The speed of glob()
On Wed, Jul 29, 2020 at 7:44 PM Gisle Vanem <gisle.vanem at gmail.com> wrote:
> Chris Angelico wrote:
> >> Has anybody noticed the speed of 'glob()' has
> >> decreased somewhere between v3.6 and v3.10.
> >> I got these results:
> >> Python 3.6.5:
> >> 1st run: 0.14694
> >> 2nd run: 0.09506 <- *always* the fastest
> >> Python 3.7.7: <- from Nuget
> >> 1st run: 0.12440
> >> 2nd run: 0.09602
> >> Python 3.10.0: <- from Git repo
> >> 1st run: 0.15922
> >> 2nd run: 0.12424
> >> 'glob()' in Python 3.6.5 is consistently 30% faster on
> >> the 2nd run compared to 3.10.0.
> > Unfortunately that's very hard to compare. If you're building Python
> > from source, the parameters may be VERY different from a prepackaged
> > binary.
> I guess so w/o knowing why. I just tried this from MS' AppStore:
> Python 3.8.5:
> 1st run: 0.12121
> 2nd run: 0.07674
> Fastest I've tried so far.
That suggests that there's a lot of irrelevant noise in those numbers. Ah well.
> > Are you able to redo this test with more consistent Python builds? For
> > instance, you can go as far as 3.8 using python.org binaries, or
> > alternatively, build all your tests from git (by checking out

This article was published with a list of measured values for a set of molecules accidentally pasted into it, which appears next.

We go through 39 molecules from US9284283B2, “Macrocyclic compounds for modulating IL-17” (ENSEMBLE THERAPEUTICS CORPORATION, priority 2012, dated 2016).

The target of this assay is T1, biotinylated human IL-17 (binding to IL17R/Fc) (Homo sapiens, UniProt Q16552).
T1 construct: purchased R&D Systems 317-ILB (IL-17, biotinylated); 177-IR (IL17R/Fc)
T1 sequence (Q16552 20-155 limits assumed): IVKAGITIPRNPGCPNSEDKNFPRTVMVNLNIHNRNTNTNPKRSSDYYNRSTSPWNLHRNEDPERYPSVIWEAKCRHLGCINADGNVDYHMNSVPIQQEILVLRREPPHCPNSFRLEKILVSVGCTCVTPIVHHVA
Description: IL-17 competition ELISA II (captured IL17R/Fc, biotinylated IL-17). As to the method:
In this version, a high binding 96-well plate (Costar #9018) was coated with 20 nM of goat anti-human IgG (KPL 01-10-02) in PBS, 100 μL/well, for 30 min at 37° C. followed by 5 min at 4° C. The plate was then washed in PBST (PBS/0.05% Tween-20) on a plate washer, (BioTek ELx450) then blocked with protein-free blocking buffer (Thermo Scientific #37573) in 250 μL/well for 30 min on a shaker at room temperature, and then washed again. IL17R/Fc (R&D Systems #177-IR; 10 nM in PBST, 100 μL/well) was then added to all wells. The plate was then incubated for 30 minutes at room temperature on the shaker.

> > different branches).
> I do not want to put to much stress on this. Maybe I'm just 'ass-u-me'ing
> too much?
> The important thing is that any Python3.x is much faster on both
> the 1st and 2nd run compared to my Python 2.7.
Ah, now THAT has a number of very good explanations, and most likely
IS meaningful. There've been several optimizations aimed at hammering
the file system less to get the same info, so I'm not at all surprised
that you're seeing an improvement.
BTW, I just noticed something. The path you're using for testing
purposes is "e:/net". Is that network-attached or local? If it's a
remote mount of some sort, then that will make a HUGE difference, and
it also means that the sync command you're using probably won't ensure
that you have a clean testing platform. But if that's local, then no
probs, don't mind me.